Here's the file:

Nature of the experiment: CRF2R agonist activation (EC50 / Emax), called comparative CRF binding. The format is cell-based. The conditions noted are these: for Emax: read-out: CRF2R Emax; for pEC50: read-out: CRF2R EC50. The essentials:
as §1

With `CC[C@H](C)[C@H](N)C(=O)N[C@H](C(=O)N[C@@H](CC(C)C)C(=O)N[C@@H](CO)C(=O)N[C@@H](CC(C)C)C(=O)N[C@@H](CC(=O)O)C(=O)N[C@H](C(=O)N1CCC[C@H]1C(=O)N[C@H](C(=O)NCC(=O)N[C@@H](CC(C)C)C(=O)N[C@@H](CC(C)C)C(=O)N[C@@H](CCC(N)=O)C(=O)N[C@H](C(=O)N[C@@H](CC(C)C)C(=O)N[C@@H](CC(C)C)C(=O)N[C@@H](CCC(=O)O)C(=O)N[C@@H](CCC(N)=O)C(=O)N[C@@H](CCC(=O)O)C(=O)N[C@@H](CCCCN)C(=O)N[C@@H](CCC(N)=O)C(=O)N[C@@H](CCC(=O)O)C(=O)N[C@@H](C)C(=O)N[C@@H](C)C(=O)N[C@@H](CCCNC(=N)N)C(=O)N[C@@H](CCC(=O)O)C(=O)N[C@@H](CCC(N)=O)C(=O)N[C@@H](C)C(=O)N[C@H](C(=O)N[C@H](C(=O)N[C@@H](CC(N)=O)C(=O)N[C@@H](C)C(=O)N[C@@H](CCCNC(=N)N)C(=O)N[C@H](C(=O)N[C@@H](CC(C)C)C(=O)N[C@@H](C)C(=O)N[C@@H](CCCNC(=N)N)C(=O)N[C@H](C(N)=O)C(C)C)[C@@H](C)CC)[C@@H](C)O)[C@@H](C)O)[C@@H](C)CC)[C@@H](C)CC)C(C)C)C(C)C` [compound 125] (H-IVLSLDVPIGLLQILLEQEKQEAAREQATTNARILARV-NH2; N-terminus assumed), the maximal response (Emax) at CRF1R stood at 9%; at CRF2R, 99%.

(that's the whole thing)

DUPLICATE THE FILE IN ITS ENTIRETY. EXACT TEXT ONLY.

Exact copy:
Nature of the experiment: CRF2R agonist activation (EC50 / Emax), called comparative CRF binding. The format is cell-based. The conditions noted are these: for Emax: read-out: CRF2R Emax; for pEC50: read-out: CRF2R EC50. The essentials:
as §1

With `CC[C@H](C)[C@H](N)C(=O)N[C@H](C(=O)N[C@@H](CC(C)C)C(=O)N[C@@H](CO)C(=O)N[C@@H](CC(C)C)C(=O)N[C@@H](CC(=O)O)C(=O)N[C@H](C(=O)N1CCC[C@H]1C(=O)N[C@H](C(=O)NCC(=O)N[C@@H](CC(C)C)C(=O)N[C@@H](CC(C)C)C(=O)N[C@@H](CCC(N)=O)C(=O)N[C@H](C(=O)N[C@@H](CC(C)C)C(=O)N[C@@H](CC(C)C)C(=O)N[C@@H](CCC(=O)O)C(=O)N[C@@H](CCC(N)=O)C(=O)N[C@@H](CCC(=O)O)C(=O)N[C@@H](CCCCN)C(=O)N[C@@H](CCC(N)=O)C(=O)N[C@@H](CCC(=O)O)C(=O)N[C@@H](C)C(=O)N[C@@H](C)C(=O)N[C@@H](CCCNC(=N)N)C(=O)N[C@@H](CCC(=O)O)C(=O)N[C@@H](CCC(N)=O)C(=O)N[C@@H](C)C(=O)N[C@H](C(=O)N[C@H](C(=O)N[C@@H](CC(N)=O)C(=O)N[C@@H](C)C(=O)N[C@@H](CCCNC(=N)N)C(=O)N[C@H](C(=O)N[C@@H](CC(C)C)C(=O)N[C@@H](C)C(=O)N[C@@H](CCCNC(=N)N)C(=O)N[C@H](C(N)=O)C(C)C)[C@@H](C)CC)[C@@H](C)O)[C@@H](C)O)[C@@H](C)CC)[C@@H](C)CC)C(C)C)C(C)C` [compound 125] (H-IVLSLDVPIGLLQILLEQEKQEAAREQATTNARILARV-NH2; N-terminus assumed), the maximal response (Emax) at CRF1R stood at 9%; at CRF2R, 99%.